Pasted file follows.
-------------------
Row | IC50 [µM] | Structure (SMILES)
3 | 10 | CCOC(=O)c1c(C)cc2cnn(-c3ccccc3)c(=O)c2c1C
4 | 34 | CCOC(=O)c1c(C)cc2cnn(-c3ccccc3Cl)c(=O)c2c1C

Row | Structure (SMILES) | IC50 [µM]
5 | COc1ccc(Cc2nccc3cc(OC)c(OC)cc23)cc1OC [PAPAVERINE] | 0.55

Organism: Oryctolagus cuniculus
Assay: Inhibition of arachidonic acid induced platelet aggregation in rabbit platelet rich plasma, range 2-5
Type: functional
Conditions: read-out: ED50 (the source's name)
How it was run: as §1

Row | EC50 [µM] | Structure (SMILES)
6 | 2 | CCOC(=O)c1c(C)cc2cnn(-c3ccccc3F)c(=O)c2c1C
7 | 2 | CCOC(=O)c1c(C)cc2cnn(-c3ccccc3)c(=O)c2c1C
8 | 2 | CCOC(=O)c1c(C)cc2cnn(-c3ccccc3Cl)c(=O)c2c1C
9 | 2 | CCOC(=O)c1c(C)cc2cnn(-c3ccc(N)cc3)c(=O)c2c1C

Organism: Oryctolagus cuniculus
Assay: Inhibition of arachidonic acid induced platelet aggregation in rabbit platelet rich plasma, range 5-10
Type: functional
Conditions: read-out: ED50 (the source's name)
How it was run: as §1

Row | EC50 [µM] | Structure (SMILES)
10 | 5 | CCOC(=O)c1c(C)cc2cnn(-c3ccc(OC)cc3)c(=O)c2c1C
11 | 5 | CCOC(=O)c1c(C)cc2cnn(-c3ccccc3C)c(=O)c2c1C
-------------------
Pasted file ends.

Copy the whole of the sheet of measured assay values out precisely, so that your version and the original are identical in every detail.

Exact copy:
Row | IC50 [µM] | Structure (SMILES)
3 | 10 | CCOC(=O)c1c(C)cc2cnn(-c3ccccc3)c(=O)c2c1C
4 | 34 | CCOC(=O)c1c(C)cc2cnn(-c3ccccc3Cl)c(=O)c2c1C

Row | Structure (SMILES) | IC50 [µM]
5 | COc1ccc(Cc2nccc3cc(OC)c(OC)cc23)cc1OC [PAPAVERINE] | 0.55

Organism: Oryctolagus cuniculus
Assay: Inhibition of arachidonic acid induced platelet aggregation in rabbit platelet rich plasma, range 2-5
Type: functional
Conditions: read-out: ED50 (the source's name)
How it was run: as §1

Row | EC50 [µM] | Structure (SMILES)
6 | 2 | CCOC(=O)c1c(C)cc2cnn(-c3ccccc3F)c(=O)c2c1C
7 | 2 | CCOC(=O)c1c(C)cc2cnn(-c3ccccc3)c(=O)c2c1C
8 | 2 | CCOC(=O)c1c(C)cc2cnn(-c3ccccc3Cl)c(=O)c2c1C
9 | 2 | CCOC(=O)c1c(C)cc2cnn(-c3ccc(N)cc3)c(=O)c2c1C

Organism: Oryctolagus cuniculus
Assay: Inhibition of arachidonic acid induced platelet aggregation in rabbit platelet rich plasma, range 5-10
Type: functional
Conditions: read-out: ED50 (the source's name)
How it was run: as §1

Row | EC50 [µM] | Structure (SMILES)
10 | 5 | CCOC(=O)c1c(C)cc2cnn(-c3ccc(OC)cc3)c(=O)c2c1C
11 | 5 | CCOC(=O)c1c(C)cc2cnn(-c3ccccc3C)c(=O)c2c1C